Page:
My wife follows rules. I see rules more as … suggestions (see earlier point on “cheating”). She wanted us to do the steps the whole time. I would get bored and try to do something else. The problem is that I didn’t have any alternative steps. I wanted to wing it without have any wings, so I would end up just wrenching us randomly around the floor until Danielle would drop her hands and ask, “What are you doing?” (even though she knew the answer was “I don’t know”). Dance Nights too would end up Silent Nights, so we stopped. We just couldn’t work it out. She wanted me to be Fred Astaire, and I also wanted to be Astaire, just without having to submit to the drudgery of repetitive practice.
Our differing attitudes can be seen in our approaches to learning piano. My wife has been working her way diligently through the books. She does what her teacher tells her and masters the songs, even the ones she doesn’t like. I dip into the books, skip what I think is boring, and mess around with pieces. She plays scales and does exercises. I don’t. She knows what those metal things at her feet do; I ignore them.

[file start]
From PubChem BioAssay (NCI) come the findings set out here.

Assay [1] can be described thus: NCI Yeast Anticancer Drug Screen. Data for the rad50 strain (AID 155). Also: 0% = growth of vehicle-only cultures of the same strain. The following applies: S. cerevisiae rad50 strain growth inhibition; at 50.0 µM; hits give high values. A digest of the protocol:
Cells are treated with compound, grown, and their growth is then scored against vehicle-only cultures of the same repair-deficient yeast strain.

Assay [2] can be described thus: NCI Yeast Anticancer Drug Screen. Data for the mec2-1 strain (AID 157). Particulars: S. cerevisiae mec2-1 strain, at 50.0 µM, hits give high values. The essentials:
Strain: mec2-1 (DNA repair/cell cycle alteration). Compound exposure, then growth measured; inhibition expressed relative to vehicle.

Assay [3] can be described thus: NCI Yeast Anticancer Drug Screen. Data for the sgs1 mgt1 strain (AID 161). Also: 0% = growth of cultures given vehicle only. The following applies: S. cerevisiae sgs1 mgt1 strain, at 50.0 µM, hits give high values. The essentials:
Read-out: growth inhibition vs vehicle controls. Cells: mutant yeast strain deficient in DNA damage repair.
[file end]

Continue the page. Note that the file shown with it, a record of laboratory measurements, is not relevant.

This has been a conscious approach on my part. I wanted to learn piano out of pleasure. I didn’t want to drill and do something “that was good for me.” In a casual discussion with my students earlier this year, I discovered that most of them had taken lessons at some point, but almost all of them had quit. They hated the practicing and rote exercises. One student explained that her teacher had insisted that she know the theory, “but I didn’t care about the theory.” What kid does? Wasn’t this comparable to insisting elementary students know the theory of poetry or of dodgeball or of coloring? It was clear that in insisting on piano fundamentals, the fun, if there had been any, was drilled out them.